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Meeting 2017 TMS Annual Meeting & Exhibition
Symposium Hume-Rothery Award Symposium: Alloy Phase Chemistry at the Atomic Level - Opportunities and Challenges
Sponsorship TMS Functional Materials Division
TMS Structural Materials Division
TMS: Alloy Phases Committee
TMS: Nuclear Materials Committee
TMS: Phase Transformations Committee
Organizer(s) Wei Xiong, University of Pittsburgh
Shuanglin Chen, CompuTherm LLC
Frederic Danoix, Université de Rouen
Indrajit Charit, University of Idaho
Scope A new generation of experimental and modeling techniques now permits exploration of local phase chemistry at the atomic level. The implications of this work are wide-ranging, both for improving the understanding of existing materials, and for the development of new and improved materials for structural and functional use. Applications include improvements in the understanding of strengthening mechanisms in engineering materials; characterization of the role of alloy elements and trace additions on phase transformation behavior; assessment of safe operating lifetimes of materials under thermal ageing and irradiation conditions; and the design and development of new materials for maximum performance in terms of mechanical, electrical, optical or magnetic properties.

Success in these areas is critically dependent on the accuracy and reliability of the experimental techniques being used, and on the quantitative validation of the theoretical models employed. Considerable issues arise at this point. Experimental methods are being pushed to their limits, and benchmarking standards are difficult or impossible to obtain. Theoretical models require simplifying assumptions, which may distort outcomes or reduce the level of confidence in the numerical results obtained.

The focus of this symposium is to assess the state of art in atomic-scale characterization and modeling of alloy phase chemistry, and to identify the key steps needed in order to make further progress. What works? What does not work? How can we do better? In the absence of reliable quantitative standards for individual techniques, cross-correlation is required between different experimental methods, between different modeling approaches, and especially between experimental and modeling studies of the same system(s).

Papers are invited which contribute to the above themes. Critical appraisals of the strengths and weaknesses of individual techniques (atom probe tomography, X-ray microanalysis, electron energy loss spectroscopy etc.) for specific applications are sought. Case studies involving the use of a range of experimental techniques to study a single materials problem are particularly welcome. Special prominence will be given to studies which involve both advanced experimental work and state-of-the-art modeling approaches.
Abstracts Due 07/17/2016
Proceedings Plan Planned: Supplemental Proceedings volume
PRESENTATIONS APPROVED FOR THIS SYMPOSIUM INCLUDE

A New Look at Steel Martensite Tempering with Advanced Characterization Tools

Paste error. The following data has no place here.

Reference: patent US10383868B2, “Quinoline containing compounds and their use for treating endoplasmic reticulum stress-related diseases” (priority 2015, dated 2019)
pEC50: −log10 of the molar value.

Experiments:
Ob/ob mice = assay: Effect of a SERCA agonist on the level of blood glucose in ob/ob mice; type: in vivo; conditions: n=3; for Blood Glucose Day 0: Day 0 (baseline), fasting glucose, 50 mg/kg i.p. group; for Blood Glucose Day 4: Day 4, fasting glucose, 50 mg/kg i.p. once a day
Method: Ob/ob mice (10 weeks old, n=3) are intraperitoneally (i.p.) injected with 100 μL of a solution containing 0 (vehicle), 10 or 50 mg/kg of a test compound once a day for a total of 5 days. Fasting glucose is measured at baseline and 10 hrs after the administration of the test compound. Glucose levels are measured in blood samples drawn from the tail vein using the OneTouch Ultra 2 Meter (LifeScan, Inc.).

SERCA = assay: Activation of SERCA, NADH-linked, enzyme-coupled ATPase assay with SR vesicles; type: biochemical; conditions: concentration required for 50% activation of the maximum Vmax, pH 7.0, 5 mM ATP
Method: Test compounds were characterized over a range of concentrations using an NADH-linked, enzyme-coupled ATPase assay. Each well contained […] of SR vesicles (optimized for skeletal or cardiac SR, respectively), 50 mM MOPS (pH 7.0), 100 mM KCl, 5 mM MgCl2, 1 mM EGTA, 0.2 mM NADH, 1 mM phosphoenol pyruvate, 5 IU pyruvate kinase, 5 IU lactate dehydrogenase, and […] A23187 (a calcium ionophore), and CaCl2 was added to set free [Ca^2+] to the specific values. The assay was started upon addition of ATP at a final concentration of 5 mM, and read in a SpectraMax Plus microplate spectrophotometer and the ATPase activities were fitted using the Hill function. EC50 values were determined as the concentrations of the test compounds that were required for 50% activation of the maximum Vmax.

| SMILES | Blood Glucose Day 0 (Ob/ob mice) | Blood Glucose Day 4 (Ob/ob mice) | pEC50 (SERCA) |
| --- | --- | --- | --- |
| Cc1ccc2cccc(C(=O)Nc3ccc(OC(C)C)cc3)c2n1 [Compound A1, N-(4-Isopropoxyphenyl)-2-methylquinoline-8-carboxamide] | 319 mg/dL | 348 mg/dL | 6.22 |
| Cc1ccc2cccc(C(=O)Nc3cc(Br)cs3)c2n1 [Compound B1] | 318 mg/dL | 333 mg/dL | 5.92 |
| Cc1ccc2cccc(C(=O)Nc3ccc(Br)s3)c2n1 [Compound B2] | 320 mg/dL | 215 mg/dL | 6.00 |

Advanced FIM and APT Techniques at the University of Oxford
Advanced Microstructural and Chemical Characterization of Nano-scale NiMnSi Precipitates Formed in Irradiated Reactor Pressure Vessel Steels Using Atom Probe Tomography and Scanning Transmission Electron Microscopy
Arranging Atoms for Fun and Profit: A Tale of Two Smiths
Atomic-scale Analytical Tomography
Atomic Scale Modeling of Phase Separation in Fe-Cr Alloys
Atomistic Modelling of Carbon Redistribution in Martensite Phase
Combining Small Angle Scattering, Atom Probe Tomography and Differential Calorimetry for a Better Characterization of Solid Solution Decomposition
Design and Development of Novel High-temperature Creep Resistant 9% Cr Steels
Design of Nd-Fe-B Permanent Magnets with Maximum Coercivity by Controlling Grain Boundary Chemistry at the Atomic Level
Determination of Interfacial Free Energies in Two-phase Metallic Alloys: Atom-probe Tomographic Experiments and First-principles Calculations
Diffusivity Determination of Slow Diffusion Systems using Diffusion Couples and Multiples
First-principles Modeling of Anomalous Precipitation in W-Re Alloys under Neutron Irradiation
Grain Boundaries in Molybdenum. The Role of Segregation for an Improved Ductility
Interaction of Solutes with Interfaces in Iron
Kinetic Pathways in Phase Separation Processes: Atom-Probe Tomography versus Modeling
Local Order and Lattice Dynamics in a Shape Memory Strain Glass Alloy
Method for Correcting Atom Probe Tomography Trajectory Aberration Artifacts in Multiphase Materials
Microstructural Characterization of Mn-Ni-Si Precipitates in Reactor Pressure Vessel Steels from the High Fluence Intermediate Flux UCSB ATR-2 Irradiation
Nanoalloys & Nanoparticles for Catalysis: Insights from Atom Probe Tomography & Complementary Techniques
On the Amazing Role of Atom Probe Tomography in Nuclear Materials Research: Some Seminal Contributions and Opportunities for Developing a New Lab On a Chip Paradigm
Outlooks for Atom Probe Microscopy
Phase Decomposition in Fe-Cr Alloys under Irradiation
Precipitation Kinetics: Quantitative In-situ Characterization Using Small-angle Scattering Helps Establish Models Validity
Prediction of Segregation Induced Precipitation at Dislocations via Atomistic Simulations
Quantification of Hydrogen using Atom Probe Tomography
Revisiting Field Ion Microscopy
Solute Distribution Analysis of Early Stages of Aging in Al-Mg-Si Alloys via Atom Probe Tomography
Solute Segregation to Migrating Ferrite/Austenite Interfaces
Spinodal Decomposition in FeCr Alloys: From Fundamental to Applications
The Role of Atom Probe Tomography in Decoding the Materials Genome
Thermally Induced Phase Transformations in Beta-titanium Alloys and Corresponding Effects on Mechanical Properties
Unique Insights from the Correlated Combination of Atom Probe and Electron Tomography


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